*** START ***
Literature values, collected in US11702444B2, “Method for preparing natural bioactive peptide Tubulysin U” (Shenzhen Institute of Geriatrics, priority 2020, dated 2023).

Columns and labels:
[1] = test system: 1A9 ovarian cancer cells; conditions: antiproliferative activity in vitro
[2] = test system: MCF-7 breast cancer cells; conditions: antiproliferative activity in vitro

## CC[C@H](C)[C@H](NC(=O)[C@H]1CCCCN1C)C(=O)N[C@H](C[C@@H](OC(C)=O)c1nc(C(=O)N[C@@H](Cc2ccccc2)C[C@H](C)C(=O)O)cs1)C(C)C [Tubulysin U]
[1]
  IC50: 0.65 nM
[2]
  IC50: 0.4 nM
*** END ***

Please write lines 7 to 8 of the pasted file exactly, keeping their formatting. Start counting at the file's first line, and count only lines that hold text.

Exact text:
  IC50: 0.65 nM
[2]